Posted on | February 12, 2012 | 17 Comments
Andrea Tantaros of Fox News interviews Rick Santorum
at CPAC in Washington, D.C., Friday, Feb. 10, 2012
Back home from CPAC with about 300 business cards, two days’ growth of beard, and a voice hoarse from rocking out with Chris Cassone at Friday’s “Unsustainable Bar Tab” reception. Also, I’ve got beaucoups of photos and videos that I was unable to upload during the conference due to frustration with bandwidth issues. (Wombat suggests that it was my equipment rather than the WiFi connection that sucked. However, it is a curious fact that as soon as I hooked up the trusty Toshiba Satellite to my home network, it worked perfectly.)
Smitty previously noted that Rick Santorum has taken his first lead in a national poll — you can see the full breakdown at Public Policy Polling (PDF file) — and I would further suggest that you keep an eye on polls in Michigan over the next week or so. The current Real Clear Politics average has Santorum in fourth place, but all of the polls included in the RCP average date back to late January/early February, before Newt Gingrich’s embarrassment in Nevada, and before Santorum’s Tuesday hat trick in Colorado, Minnesota and Missouri.
Sources close to the Santorum campaign say they’re going to challenge Romney in Michigan, which may seem like a kamikaze mission in Romney’s home state, but Santorum believes his message can win over blue-collar voters in the industrial Midwest — a belief that would appear to have been ratified in Minnesota and Missouri. Although the odds are long, Santorum will campaign hard in Michigan, which holds its primary Feb. 28, knowing that if he can upset Mitt there . . . well, game on.
Money? Extrapolating from early reports and cryptic hints from sources close to the campaign, I believe Santorum raised $5 million online last week, and when I talked Saturday morning to a top official with Santorum’s direct mail team, his comment was, “I can’t wait until Monday.” The boost Santorum got from last week’s hat-trick would obviously take a few days to produce a response from folks whose contributions involve checks sent by snail mail, and his team expects a huge influx of such contributions to come pouring in Monday and continuing through the week.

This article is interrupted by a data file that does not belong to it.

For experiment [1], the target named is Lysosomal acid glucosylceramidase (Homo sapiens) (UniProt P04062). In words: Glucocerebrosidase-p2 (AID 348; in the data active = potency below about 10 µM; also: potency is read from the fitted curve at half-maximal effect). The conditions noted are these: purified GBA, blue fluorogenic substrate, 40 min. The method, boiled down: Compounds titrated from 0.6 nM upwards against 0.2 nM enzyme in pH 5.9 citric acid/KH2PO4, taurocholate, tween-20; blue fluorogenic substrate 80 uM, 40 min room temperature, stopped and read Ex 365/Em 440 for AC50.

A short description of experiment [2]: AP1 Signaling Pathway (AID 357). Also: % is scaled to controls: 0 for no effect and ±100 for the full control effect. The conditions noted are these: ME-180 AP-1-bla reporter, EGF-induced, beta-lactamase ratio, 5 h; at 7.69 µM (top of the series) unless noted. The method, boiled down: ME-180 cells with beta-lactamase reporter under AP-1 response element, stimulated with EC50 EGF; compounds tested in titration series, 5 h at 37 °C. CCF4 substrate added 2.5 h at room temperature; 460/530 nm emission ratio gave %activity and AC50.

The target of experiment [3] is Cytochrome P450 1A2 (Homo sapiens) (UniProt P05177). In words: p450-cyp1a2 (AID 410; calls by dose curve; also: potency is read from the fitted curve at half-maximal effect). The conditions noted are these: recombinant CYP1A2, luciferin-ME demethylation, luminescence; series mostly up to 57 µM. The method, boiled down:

Santorum supporters should know that he ran his entire campaign through Dec. 31, 2011, with less than $2.2 million. Now imagine what havoc his thrifty grassroots campaign operation could wreak if they collect $10 million in less than two weeks. And what would happen if they got $15 million or $20 million? You can help make a miracle happen by contributing $25, $50 or $100 to Rick Santorum now. You can also contribute with your credit card over the phone by calling 888-321-6675. And if you’re one of those old-fashioned check/envelope/stamp people, they’ve got a form you need to print out and complete when you send your check to
Rick Santorum for President
P.O. Box 37
Venona PA 15147
This information is, of course, a Neutral Objective Fact, which I share with readers in my capacity as a professional journalist. And also as the Future U.S. Ambassador to Vanuatu. As a further public service in my journalistic-diplomatic role, I can report that:
A. Seismologists continue to be concerned about the increasingly frequent earthquakes in Vanuatu;
B. The takeaway from the CPAC Straw Poll? It’s now a two-man race between Romney (38%) and Santorum (31%). Clearly, the conservative grassroots have concluded that Newt Gingrich (15%) can’t carry the ball against Romney, a conclusion reinforced by Saturday’s result in Maine, where Gingrich had a weak fourth-place finish, with just 6%;